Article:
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Jen Pollock Michel

( author + writer + speaker )

Filtering by Tag: forgiveness

Breaking the Bread of Belief: Table

The garage door opened early Saturday morning, and the van disappeared down the driveway and around the bend. I was left to an empty house and the cavernous silence. Ryan was taking the children to Chicago for the week so I could work without interruption on a book proposal. By Sunday night, I was falling asleep with thoughts of The Shining: "All work and no play makes Jack a dull boy." I am not Thoreau.

An empty house is a thing of reverie for so many mothers. (And I complain?) We spend the lives of our young children wishing that the clamor of rearing them and the never-ending noise of family would play out—at least long enough for us to inspire a long breath of peace.

I have more quiet these days. The children are older. They attend school. Most days, I'm home, keeping company with my thoughts, but sometimes, the solitude isn't nearly as satisfying as I'd imagined.

Maybe for this reason—we are made for the table.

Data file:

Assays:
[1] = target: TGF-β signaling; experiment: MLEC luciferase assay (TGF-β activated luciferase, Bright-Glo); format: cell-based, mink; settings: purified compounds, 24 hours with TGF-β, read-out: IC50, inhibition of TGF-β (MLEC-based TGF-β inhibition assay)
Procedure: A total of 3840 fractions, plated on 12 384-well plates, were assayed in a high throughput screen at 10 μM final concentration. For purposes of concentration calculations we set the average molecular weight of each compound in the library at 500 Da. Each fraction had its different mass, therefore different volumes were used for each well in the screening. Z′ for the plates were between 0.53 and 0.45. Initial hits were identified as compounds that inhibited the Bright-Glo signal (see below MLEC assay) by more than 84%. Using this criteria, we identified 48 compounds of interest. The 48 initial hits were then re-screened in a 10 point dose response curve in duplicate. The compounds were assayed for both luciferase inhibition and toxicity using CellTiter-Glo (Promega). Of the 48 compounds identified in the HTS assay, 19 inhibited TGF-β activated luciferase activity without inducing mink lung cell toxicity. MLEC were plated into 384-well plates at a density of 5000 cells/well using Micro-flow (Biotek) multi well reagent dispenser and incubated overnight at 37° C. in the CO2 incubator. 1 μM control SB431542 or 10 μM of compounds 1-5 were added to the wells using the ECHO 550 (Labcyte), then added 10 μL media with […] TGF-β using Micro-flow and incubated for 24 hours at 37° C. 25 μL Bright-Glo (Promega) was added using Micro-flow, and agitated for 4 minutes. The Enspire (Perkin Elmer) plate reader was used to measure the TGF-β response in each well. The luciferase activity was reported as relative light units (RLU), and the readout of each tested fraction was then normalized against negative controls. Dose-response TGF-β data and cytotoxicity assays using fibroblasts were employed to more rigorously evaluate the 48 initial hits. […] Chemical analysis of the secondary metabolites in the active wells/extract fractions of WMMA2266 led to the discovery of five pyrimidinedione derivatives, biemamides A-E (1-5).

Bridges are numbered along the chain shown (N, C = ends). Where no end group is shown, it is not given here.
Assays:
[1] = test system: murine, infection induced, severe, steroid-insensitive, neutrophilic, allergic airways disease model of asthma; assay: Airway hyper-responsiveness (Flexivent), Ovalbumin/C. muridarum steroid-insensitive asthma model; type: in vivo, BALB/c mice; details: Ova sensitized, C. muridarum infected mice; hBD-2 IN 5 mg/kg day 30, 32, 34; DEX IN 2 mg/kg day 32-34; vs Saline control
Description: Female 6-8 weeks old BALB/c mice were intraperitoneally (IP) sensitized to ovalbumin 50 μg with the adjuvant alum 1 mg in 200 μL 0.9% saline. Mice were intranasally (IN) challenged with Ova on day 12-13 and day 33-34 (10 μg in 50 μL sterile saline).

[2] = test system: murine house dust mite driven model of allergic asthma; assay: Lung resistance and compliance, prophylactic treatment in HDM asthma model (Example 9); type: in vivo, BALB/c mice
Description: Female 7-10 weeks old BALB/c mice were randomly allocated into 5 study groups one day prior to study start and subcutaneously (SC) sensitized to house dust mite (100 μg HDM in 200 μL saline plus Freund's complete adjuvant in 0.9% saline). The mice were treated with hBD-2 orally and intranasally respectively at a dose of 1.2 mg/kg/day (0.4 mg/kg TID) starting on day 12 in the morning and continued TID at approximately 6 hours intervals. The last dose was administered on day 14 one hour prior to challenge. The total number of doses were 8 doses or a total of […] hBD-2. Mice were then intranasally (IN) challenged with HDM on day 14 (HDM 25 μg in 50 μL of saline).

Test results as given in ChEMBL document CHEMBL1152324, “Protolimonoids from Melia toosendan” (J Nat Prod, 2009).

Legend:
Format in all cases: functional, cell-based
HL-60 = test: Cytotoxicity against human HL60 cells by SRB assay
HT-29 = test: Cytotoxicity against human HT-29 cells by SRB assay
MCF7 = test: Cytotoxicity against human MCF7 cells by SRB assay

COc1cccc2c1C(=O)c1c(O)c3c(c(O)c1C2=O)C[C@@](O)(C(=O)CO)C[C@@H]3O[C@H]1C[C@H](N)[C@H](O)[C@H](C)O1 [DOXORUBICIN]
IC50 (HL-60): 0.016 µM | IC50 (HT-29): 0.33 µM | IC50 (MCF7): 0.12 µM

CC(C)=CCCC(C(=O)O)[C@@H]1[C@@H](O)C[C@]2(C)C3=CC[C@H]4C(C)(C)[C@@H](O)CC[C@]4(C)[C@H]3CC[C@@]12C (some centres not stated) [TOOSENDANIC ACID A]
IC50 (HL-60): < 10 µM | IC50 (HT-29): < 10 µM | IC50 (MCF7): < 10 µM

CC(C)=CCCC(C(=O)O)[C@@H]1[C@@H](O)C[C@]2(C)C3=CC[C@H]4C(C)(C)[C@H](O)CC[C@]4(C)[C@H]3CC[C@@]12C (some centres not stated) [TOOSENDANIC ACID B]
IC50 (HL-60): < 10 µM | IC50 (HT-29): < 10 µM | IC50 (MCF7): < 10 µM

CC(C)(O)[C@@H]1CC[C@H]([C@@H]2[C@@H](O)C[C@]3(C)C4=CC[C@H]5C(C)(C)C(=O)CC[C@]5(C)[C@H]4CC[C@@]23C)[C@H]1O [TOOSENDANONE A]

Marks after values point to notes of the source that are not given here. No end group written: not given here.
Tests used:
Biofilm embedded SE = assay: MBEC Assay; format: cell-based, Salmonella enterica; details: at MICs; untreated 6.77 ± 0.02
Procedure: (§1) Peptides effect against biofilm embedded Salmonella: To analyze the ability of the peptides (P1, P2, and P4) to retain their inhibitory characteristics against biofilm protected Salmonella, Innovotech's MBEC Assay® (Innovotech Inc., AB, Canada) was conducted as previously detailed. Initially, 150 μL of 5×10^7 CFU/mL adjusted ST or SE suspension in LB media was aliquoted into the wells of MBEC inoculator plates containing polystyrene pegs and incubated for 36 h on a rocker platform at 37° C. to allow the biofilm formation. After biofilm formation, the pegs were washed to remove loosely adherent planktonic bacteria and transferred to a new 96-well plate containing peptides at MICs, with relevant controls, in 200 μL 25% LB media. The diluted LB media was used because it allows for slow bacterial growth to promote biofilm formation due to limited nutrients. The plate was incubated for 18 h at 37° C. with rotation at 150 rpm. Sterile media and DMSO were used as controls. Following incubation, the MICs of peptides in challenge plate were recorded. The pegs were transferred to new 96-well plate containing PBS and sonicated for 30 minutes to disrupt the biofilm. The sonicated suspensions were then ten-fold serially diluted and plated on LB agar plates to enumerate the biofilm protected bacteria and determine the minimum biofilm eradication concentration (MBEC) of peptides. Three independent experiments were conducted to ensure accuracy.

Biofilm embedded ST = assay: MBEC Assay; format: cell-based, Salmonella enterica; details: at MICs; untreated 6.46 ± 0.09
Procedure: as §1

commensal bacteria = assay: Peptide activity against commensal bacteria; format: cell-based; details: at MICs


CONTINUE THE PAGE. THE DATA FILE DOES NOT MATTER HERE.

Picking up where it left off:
I can't believe the prominence the meal plays in the Scriptures, and I've written enough about my fascination with God playing host, we guest. It will be, I hope, the subject of my next book.

But I wanted to draw your attention here to an article I've recently written for Desiring God that centers the table in the story of God.

"Welcome is a metaphor for Christian salvation, and this is most visible portrayed in the Parable of the Prodigal Son. A wealthy father is affronted by his youngest son who, as if wishing him dead, demands his inheritance in advance of his father’s death. The son splits town, gambles the money on guilty pleasures, and before long, is hungry enough to feed himself from the troughs of the pigs.

Not daring to imagine he’ll be restored as a son yet hoping to be received as a servant, the son returns to the father. The welcome-home is extravagant.

A robe!

A ring!

The fattened calf!

Sparing no expense, the father throws the wildest party the village has ever seen in celebration of his son’s return.

“My son was dead, and is alive again; he was lost, and is found!” (Luke 15:24).

If welcome is so fundamental to the nature of God, hospitality is one practice for growing into our likeness of and desire for him . . . [It] allows us to enter into what God has been doing from the beginning of time: loving humanity by his welcome."

God loved each of us at the table. On the night he was betrayed, Jesus broke bread in the company of friends and of betrayers. They would not outlast the night of his arrest. They would scatter, and Jesus would be left alone.

But the invitation—to the table—would stand.